Feb. 12 marks the 200th anniversary of Abraham Lincoln’s birth, and you could fill many a stovepipe hat with the bevy of books recently released in honor of that occasion. Among them is a slim little volume, titled simply “Abraham Lincoln” (Oxford University Press, $12.95) and penned by one of the country’s best Civil War historians, James McPherson, who won the Pulitzer Prize in 1988 for his work “Battle Cry of Freedom.”
In just 65 pages of text, McPherson presents a compelling, straightforward biography of our country’s 16th president, beginning with his legendary birth in a log cabin in Kentucky. There is an art to “writing short” — it requires knowing a great deal about a topic and then being able to precisely carve out the parts that are most salient.
McPherson proves himself to be a master carver, packing the pages with insightful detail.
The highlight of the book covers Lincoln’s ascendency into the presidency and then his short years at the nation’s helm. McPherson creates a sense of Lincoln’s character by showing readers the difficult choices at hand and then explaining why Lincoln made the decisions he did.
For example, we learn about Lincoln’s personal feelings toward slavery and how they were at odds with what he felt was his constitutional duty.
McPherson then shows how Lincoln figured out how to resolve those discrepancies and at the same time make a brilliant strategic military move by issuing the 1862 Emancipation Proclamation. Lincoln’s ability to manage crisis and move the country forward serves as a beacon of hope for contemporary readers: We are reminded by history that extreme challenges are excellent opportunities for great leaders to develop.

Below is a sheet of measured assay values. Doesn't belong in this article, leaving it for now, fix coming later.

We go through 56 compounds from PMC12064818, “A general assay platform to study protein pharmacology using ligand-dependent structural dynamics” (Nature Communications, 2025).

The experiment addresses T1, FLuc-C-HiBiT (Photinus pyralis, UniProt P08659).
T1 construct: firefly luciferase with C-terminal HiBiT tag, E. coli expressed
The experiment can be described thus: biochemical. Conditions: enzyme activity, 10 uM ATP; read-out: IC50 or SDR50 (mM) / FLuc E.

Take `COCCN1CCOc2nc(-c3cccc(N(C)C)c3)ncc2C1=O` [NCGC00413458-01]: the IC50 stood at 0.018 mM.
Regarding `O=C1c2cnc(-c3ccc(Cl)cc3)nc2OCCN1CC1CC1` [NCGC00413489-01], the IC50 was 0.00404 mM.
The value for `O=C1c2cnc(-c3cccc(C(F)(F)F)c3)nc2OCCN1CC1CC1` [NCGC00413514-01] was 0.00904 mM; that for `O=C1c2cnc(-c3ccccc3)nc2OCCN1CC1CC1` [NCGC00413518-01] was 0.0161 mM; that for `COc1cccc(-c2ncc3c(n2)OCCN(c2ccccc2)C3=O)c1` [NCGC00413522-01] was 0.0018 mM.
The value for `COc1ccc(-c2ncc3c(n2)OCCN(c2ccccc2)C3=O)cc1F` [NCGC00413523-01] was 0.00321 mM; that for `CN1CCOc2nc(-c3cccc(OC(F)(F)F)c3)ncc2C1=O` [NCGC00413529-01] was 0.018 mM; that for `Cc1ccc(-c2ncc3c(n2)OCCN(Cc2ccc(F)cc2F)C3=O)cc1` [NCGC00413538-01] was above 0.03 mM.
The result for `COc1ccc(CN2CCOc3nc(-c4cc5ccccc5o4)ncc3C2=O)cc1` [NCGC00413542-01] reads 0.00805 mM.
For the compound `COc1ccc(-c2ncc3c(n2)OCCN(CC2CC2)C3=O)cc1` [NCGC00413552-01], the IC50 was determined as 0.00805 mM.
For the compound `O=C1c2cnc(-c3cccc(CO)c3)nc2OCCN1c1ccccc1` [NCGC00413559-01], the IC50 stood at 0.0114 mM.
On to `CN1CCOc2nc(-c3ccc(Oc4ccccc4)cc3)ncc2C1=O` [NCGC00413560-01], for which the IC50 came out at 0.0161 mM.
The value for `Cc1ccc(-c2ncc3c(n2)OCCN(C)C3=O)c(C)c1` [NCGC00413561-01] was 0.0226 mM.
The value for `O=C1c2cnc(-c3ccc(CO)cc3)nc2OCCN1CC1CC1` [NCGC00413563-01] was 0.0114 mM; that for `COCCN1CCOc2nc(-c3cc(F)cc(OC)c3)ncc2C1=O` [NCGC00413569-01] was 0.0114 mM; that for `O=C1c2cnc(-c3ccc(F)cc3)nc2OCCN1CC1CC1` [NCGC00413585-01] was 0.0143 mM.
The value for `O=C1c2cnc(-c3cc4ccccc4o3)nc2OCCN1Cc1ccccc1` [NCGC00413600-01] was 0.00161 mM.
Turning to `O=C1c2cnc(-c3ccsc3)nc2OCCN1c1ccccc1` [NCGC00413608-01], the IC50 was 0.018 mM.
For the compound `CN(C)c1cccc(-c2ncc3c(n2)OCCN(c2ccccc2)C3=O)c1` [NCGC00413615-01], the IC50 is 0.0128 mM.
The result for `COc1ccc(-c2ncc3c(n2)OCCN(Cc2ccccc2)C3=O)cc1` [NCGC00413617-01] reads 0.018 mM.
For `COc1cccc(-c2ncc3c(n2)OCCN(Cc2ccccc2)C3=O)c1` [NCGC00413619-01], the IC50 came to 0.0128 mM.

The biography also serves as a quick primer on the Civil War and American party politics. How did the Republican Party, represented by Lincoln, emerge to become one of four parties with presidential candidates in the 1860 election? What was Lincoln’s primary goal as the leader of the Union? What did he think about his Union generals, and what battle strategies did he push them to adopt?
Like any great historian, McPherson shakes the dust and cliches off his subject and gives us a fresh look at an icon. His prose is clear and concise. Readers who are looking for a great deal of information about Lincoln’s personal life won’t find it here, but they will find an inspiring, well-told story of a strong politician who kept his focus during turbulent times and yet led the nation with a refreshing dose of humility.